Jed Diamond became a mama’s boy when his father left. Here are a few of the many lessons he’s learned since that day.
No red-blooded American male aspires to become a Mama’s boy… but maybe they should. Before I was five I was just a boy. But then my father left and it was just me and my mom. Before he left, both he and my mother had become increasingly depressed. I learned in later years that her depression came from losing the love of her life, a New York Times journalist who had died covering a sectarian war in Africa. Although she married my father, she never got over her first love.
My father was bipolar and his suffering came from trying to be successful in his chosen profession as a writer. His increasing despair was evident in the journal entry he wrote at the time:
“Your flesh crawls, your scalp wrinkles when you look around and see good writers, established writers, writers, with credits a block long, unable to sell, unable to find work. Yes, it’s enough to make anyone blanch, turn pale and sicken.”
When my father left I became my Mama’s big little boy, which wasn’t always easy since I was a very small, very scared, and very confused five year old. But there were upsides to growing up fast and feeling responsible for my family. I learned to be strong-willed and self-directed.
Early on my mother shared these words from a writer I’d never heard of before:
“This above all: to thine own self be true,
And it must follow, as the night the day,
Thou canst not then be false to any man.”
I still remember going shopping for my first pair of “big boy shoes.” I was tired of the clunky white ones and was looking forward to something cool. I saw them immediately when we entered the shoe store, a pair of bright red Keds. The salesman brought out a pair for me to try on and I got to see my toe bones in the green x-ray machine that was popular at the time (I shudder to think how much unnecessary radiation we got with our Keds).
The shoes fit fine, but they were the wrong color. They weren’t red, they were blue. The salesman told my mother, “He’ll look better in blue. Blue is the boys color. Red and pink are for girls.” I insisted on red and got what I wanted. It never occurred to me that certain colors were for boys and other ones were for girls. My thinking went along these lines. “Since I’m a boy, any color I like is a boy’s color.” Red was my favorite color and I wanted to wear red.
A Google search for “Red Keds” shows things haven’t changed much since I was a kid. Page after page of red Keds accompanied by pictures of cute children and sexy adults…all female.
The same thinking guided me when I gave up my trike for my first bicycle. When we went to the store, I insisted on the bike without a bar across the front. When I was told those were “girl’s bikes,” I wasn’t convinced. By age 8, I knew the dangers of getting one’s testicles crunched. It was clear as day to me that riding a bike with a bar across the front was dangerous. One bounce off the seat and your balls get bashed.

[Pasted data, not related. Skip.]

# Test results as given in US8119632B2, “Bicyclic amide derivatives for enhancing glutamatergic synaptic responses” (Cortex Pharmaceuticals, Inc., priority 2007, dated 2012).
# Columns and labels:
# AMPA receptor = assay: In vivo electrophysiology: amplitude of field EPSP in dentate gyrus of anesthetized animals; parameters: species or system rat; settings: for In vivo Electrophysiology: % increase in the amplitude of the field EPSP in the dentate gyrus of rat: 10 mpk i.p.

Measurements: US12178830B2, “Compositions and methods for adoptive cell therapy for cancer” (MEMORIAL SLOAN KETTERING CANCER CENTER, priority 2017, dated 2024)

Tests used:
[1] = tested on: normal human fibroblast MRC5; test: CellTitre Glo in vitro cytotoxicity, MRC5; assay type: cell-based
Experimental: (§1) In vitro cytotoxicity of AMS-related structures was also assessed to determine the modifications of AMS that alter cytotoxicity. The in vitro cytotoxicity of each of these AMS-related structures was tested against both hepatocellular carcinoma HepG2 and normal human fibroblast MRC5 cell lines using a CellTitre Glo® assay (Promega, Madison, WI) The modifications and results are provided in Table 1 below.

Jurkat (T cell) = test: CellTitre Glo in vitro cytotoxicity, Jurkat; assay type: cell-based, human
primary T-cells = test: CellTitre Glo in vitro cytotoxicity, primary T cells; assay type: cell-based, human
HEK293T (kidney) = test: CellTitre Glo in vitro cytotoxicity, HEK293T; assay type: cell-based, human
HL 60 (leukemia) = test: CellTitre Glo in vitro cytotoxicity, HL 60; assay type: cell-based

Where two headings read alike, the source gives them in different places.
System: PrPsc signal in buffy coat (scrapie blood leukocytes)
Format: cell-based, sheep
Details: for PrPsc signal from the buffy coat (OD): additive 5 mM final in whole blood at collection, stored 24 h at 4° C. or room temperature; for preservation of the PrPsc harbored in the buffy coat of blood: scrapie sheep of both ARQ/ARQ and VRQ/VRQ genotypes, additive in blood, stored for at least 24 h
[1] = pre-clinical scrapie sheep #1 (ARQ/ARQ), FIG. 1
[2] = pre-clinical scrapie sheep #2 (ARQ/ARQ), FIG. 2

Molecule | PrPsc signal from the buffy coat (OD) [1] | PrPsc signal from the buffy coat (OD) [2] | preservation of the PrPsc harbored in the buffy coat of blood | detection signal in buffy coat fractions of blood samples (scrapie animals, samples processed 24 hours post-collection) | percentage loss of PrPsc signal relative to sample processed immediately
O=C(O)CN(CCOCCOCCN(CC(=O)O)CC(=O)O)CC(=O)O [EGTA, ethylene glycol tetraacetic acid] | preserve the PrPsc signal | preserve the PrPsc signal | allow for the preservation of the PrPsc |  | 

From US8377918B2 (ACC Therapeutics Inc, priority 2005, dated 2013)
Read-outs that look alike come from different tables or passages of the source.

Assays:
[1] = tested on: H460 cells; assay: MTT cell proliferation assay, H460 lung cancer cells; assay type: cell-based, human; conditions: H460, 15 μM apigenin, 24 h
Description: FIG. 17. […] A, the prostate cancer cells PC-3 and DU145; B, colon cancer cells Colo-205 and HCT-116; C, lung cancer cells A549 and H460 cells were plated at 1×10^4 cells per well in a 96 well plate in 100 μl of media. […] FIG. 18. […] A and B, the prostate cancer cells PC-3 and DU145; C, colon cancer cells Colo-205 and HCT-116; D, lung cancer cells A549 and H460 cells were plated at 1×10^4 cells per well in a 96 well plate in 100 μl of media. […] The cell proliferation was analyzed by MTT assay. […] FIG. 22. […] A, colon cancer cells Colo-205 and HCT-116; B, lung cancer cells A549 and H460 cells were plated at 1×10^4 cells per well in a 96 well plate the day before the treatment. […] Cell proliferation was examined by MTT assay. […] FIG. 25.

Obviously the best boys bike was the one with the scooped out front:
I rode my bike all over town selling greeting cards when I was eight and later doing a paper route when I was nine. I’ve been a serial entrepreneur ever since. I’ve always wanted to help people and was told that becoming a doctor was the manly thing to do. I chose to become a social worker. I now charge $250/hour for counseling. When a shocked client stuttered out,
“but that’s more than my Psychiatrist charges,” I asked, “has he helped you solve your problems?” She admitted that he hadn’t, which was why she was coming to see me.
Being a Mama’s boy, I became an early advocate for the Women’s movement, since it was clear that any movement that empowered people to be themselves would liberate men as well as women. As a young adult, my favorite bookstores were “Feminist bookstores.” I was sure that Betty Friedan, Simon de Beauvoir, Virginia Woolf, Eve Ensler, Kate Millet, Erica Jong, Germaine Greer, and Naomi Wolf, were writing just for me. Ensler’s, The Vagina Monologues, inspired me to write an essay called Cock Tales.
Perhaps, “Mama Boy Masculinity” may be a more powerful guide to our future than “Papa Man Patriarchy.” In her 1993 book Uniting Sex, Self, and Spirit, Genia Haddon describes a masculine Yin and feminine Yang that our culture typically represses, ignores, or fails to cultivate. I heard about Haddon’s book from my colleague Charles Eisenstein who says, “All beings desire to fulfill themselves and to move toward wholeness. When the masculine Yin is underdeveloped, men in their search for wholeness might seek it outside themselves, in a female partner.”
In his book Ascent of Humanity, Eisenstein says we are entering the “Testicular Age” as the masculine Yin becomes better understood. “The masculine Yang we are all familiar with,” says Eisenstein. “It is the phallic dimension, and its qualities are what define masculinity in our culture: active, taking the initiative, goal-oriented, linear, exploring, forging into new territory, impatient, aggressive, rising above, taking charge, dominating, setting the pace, strong, firm, erect, getting to the heart of the issue, adventuring, courageous. While not exclusive to men, these are certainly male qualities with resonance in conspicuous male anatomy and physiology. However, they are not the qualities of the complete man, because they do not reflect the other defining feature of male anatomy: the testicles.
“The testicles, lying quiet underneath the penis, represent the masculine Yin. The testicles are the generative reservoirs of the seed, the life-essence. Unlike the penis, which is given to occasional action, the testicles’ function of producing, storing and conserving harks to male Yin qualities like patience, steadfastness, supportiveness, solidity, stability, reliability, and resourcefulness.”
Mama would be proud.
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